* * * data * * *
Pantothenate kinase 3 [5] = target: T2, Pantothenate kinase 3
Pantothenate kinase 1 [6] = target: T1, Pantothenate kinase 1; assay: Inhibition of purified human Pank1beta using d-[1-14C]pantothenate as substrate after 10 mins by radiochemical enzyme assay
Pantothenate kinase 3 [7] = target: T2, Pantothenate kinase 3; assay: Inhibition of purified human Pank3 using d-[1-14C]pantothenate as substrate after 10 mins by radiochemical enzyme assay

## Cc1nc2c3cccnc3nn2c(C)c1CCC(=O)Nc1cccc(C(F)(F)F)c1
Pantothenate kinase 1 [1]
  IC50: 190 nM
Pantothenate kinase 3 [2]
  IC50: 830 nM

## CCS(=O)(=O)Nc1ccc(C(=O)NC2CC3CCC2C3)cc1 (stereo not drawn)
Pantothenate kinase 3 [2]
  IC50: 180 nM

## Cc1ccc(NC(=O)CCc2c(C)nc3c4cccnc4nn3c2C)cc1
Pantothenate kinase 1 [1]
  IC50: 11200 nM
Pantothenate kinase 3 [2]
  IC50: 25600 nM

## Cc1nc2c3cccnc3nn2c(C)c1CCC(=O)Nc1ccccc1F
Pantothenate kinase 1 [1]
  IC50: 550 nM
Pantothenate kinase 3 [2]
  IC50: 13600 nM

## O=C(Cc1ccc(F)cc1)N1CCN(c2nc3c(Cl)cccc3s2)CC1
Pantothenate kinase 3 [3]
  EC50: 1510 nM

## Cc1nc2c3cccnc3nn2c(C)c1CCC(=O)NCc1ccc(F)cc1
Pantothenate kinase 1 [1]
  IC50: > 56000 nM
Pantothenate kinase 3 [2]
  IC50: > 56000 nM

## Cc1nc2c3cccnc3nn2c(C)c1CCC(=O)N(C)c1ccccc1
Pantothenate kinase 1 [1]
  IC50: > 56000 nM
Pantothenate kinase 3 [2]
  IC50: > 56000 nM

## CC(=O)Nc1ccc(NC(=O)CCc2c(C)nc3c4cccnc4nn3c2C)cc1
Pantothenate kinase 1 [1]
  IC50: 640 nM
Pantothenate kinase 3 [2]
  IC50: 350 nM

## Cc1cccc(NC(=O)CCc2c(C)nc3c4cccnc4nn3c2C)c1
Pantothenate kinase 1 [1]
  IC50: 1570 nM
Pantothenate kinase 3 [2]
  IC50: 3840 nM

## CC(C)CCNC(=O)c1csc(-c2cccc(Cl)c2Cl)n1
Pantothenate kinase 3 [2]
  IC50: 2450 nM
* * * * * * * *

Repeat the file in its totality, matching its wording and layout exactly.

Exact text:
Pantothenate kinase 3 [5] = target: T2, Pantothenate kinase 3
Pantothenate kinase 1 [6] = target: T1, Pantothenate kinase 1; assay: Inhibition of purified human Pank1beta using d-[1-14C]pantothenate as substrate after 10 mins by radiochemical enzyme assay
Pantothenate kinase 3 [7] = target: T2, Pantothenate kinase 3; assay: Inhibition of purified human Pank3 using d-[1-14C]pantothenate as substrate after 10 mins by radiochemical enzyme assay

## Cc1nc2c3cccnc3nn2c(C)c1CCC(=O)Nc1cccc(C(F)(F)F)c1
Pantothenate kinase 1 [1]
  IC50: 190 nM
Pantothenate kinase 3 [2]
  IC50: 830 nM

## CCS(=O)(=O)Nc1ccc(C(=O)NC2CC3CCC2C3)cc1 (stereo not drawn)
Pantothenate kinase 3 [2]
  IC50: 180 nM

## Cc1ccc(NC(=O)CCc2c(C)nc3c4cccnc4nn3c2C)cc1
Pantothenate kinase 1 [1]
  IC50: 11200 nM
Pantothenate kinase 3 [2]
  IC50: 25600 nM

## Cc1nc2c3cccnc3nn2c(C)c1CCC(=O)Nc1ccccc1F
Pantothenate kinase 1 [1]
  IC50: 550 nM
Pantothenate kinase 3 [2]
  IC50: 13600 nM

## O=C(Cc1ccc(F)cc1)N1CCN(c2nc3c(Cl)cccc3s2)CC1
Pantothenate kinase 3 [3]
  EC50: 1510 nM

## Cc1nc2c3cccnc3nn2c(C)c1CCC(=O)NCc1ccc(F)cc1
Pantothenate kinase 1 [1]
  IC50: > 56000 nM
Pantothenate kinase 3 [2]
  IC50: > 56000 nM

## Cc1nc2c3cccnc3nn2c(C)c1CCC(=O)N(C)c1ccccc1
Pantothenate kinase 1 [1]
  IC50: > 56000 nM
Pantothenate kinase 3 [2]
  IC50: > 56000 nM

## CC(=O)Nc1ccc(NC(=O)CCc2c(C)nc3c4cccnc4nn3c2C)cc1
Pantothenate kinase 1 [1]
  IC50: 640 nM
Pantothenate kinase 3 [2]
  IC50: 350 nM

## Cc1cccc(NC(=O)CCc2c(C)nc3c4cccnc4nn3c2C)c1
Pantothenate kinase 1 [1]
  IC50: 1570 nM
Pantothenate kinase 3 [2]
  IC50: 3840 nM

## CC(C)CCNC(=O)c1csc(-c2cccc(Cl)c2Cl)n1
Pantothenate kinase 3 [2]
  IC50: 2450 nM